You won’t get a calmer crossing. Today the rise and fall of the window view is only 5 degrees. A mere hint of motion as the ferry makes its peaceful homecoming to Stornoway.
It is a beautiful evening. Colours of pale yellow and gold, silver grey and mirror blue. Dappled sky reflected in a sea thick like oil, with slow, slick ripples. The soft line of the horizon broken only by low dark islands and their shadowy mountain brothers beyond. Shafts of early evening sun angle steeply into the sea. A stairway to heaven. A lazy guillemot paddles by, in no hurry to change its course.
A gentle snore. Rustling papers. Children’s carefree laughter. Small hands slapping giant windows. Photos, videos, headphones. Black pudding rolls. The atmosphere on the boat is quiet and relaxed tonight. I have my favourite nooks and corners for sleep, views or solitude. To embrace the ferry social or avoid it? Today I watch the view, enjoying the easy conversation of closest friends.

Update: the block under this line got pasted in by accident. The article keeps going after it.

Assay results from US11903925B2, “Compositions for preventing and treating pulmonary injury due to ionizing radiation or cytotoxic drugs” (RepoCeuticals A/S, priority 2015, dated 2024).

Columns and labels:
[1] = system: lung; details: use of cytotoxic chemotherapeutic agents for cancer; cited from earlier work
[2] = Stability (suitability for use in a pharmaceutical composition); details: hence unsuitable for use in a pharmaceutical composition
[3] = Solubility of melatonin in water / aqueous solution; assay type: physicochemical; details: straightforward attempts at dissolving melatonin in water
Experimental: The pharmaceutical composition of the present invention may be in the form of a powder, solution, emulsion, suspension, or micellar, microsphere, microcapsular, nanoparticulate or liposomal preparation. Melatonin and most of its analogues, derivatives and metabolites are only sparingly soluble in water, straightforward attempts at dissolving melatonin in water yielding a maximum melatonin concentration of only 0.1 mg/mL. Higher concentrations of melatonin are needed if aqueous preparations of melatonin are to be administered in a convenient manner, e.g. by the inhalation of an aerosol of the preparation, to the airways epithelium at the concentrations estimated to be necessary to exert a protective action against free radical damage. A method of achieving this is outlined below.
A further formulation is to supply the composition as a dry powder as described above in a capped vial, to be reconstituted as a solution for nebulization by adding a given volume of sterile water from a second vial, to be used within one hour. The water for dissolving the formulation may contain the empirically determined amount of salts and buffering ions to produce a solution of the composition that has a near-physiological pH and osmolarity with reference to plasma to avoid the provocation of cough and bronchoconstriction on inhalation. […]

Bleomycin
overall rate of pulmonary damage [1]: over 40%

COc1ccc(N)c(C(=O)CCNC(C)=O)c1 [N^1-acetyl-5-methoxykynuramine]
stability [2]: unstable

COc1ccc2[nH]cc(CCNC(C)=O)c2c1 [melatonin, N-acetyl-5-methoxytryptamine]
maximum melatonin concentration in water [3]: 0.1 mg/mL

The wind changes direction, shifting the Saltire aesthetically to the north, its fringed tattered edge a remnant of more eventful crossings. We are entering the middle of the Minch. On a different day this is where the real weather begins. I recall the deep, cold darkness of an early crossing in winter. The noisy roll and creak of a tested hull. Waves which bash and crash on salt stained windows. A rolling whitecapped landscape rising and falling, sky to sea to sky to sea.
But today we have peace. ‘Last call for hot meals’ and we are nearly home.
The palette changes as we approach land. A pale wash now over the scene, softening all the edges. 3 brushstrokes of watercolour blue hues, defining the contours with a subtle change of tone. The light shafts intensify, cutting gold into the picture. Illuminating the middle horizon into a thin strip of molten sunshine. A deep contrast sky behind. Not an incoming squall, but the soft comforting colour of a sleepy evening, damp with a summer days end.
We are home and these weary travellers are ready for their beds.